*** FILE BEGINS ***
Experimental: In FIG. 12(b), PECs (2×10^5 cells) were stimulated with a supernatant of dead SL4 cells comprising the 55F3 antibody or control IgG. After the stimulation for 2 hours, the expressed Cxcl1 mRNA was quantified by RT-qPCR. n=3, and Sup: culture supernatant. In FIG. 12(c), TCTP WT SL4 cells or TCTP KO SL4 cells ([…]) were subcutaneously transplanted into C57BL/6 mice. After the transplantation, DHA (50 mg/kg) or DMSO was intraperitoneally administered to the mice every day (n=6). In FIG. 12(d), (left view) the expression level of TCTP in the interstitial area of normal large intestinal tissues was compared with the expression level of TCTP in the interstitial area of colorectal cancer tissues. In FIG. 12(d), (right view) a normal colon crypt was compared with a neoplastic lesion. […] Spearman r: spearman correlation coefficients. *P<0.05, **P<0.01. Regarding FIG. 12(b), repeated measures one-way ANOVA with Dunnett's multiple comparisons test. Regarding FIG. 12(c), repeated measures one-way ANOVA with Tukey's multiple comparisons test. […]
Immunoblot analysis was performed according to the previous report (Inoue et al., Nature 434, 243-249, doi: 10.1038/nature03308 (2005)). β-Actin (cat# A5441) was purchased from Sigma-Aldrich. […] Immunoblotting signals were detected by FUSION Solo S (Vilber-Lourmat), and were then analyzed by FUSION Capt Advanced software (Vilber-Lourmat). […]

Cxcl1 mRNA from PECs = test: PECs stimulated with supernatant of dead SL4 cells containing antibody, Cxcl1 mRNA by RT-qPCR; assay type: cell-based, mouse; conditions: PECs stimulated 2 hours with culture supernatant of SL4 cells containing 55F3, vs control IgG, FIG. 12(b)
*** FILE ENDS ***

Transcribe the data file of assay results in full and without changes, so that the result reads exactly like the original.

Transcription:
Experimental: In FIG. 12(b), PECs (2×10^5 cells) were stimulated with a supernatant of dead SL4 cells comprising the 55F3 antibody or control IgG. After the stimulation for 2 hours, the expressed Cxcl1 mRNA was quantified by RT-qPCR. n=3, and Sup: culture supernatant. In FIG. 12(c), TCTP WT SL4 cells or TCTP KO SL4 cells ([…]) were subcutaneously transplanted into C57BL/6 mice. After the transplantation, DHA (50 mg/kg) or DMSO was intraperitoneally administered to the mice every day (n=6). In FIG. 12(d), (left view) the expression level of TCTP in the interstitial area of normal large intestinal tissues was compared with the expression level of TCTP in the interstitial area of colorectal cancer tissues. In FIG. 12(d), (right view) a normal colon crypt was compared with a neoplastic lesion. […] Spearman r: spearman correlation coefficients. *P<0.05, **P<0.01. Regarding FIG. 12(b), repeated measures one-way ANOVA with Dunnett's multiple comparisons test. Regarding FIG. 12(c), repeated measures one-way ANOVA with Tukey's multiple comparisons test. […]
Immunoblot analysis was performed according to the previous report (Inoue et al., Nature 434, 243-249, doi: 10.1038/nature03308 (2005)). β-Actin (cat# A5441) was purchased from Sigma-Aldrich. […] Immunoblotting signals were detected by FUSION Solo S (Vilber-Lourmat), and were then analyzed by FUSION Capt Advanced software (Vilber-Lourmat). […]

Cxcl1 mRNA from PECs = test: PECs stimulated with supernatant of dead SL4 cells containing antibody, Cxcl1 mRNA by RT-qPCR; assay type: cell-based, mouse; conditions: PECs stimulated 2 hours with culture supernatant of SL4 cells containing 55F3, vs control IgG, FIG. 12(b)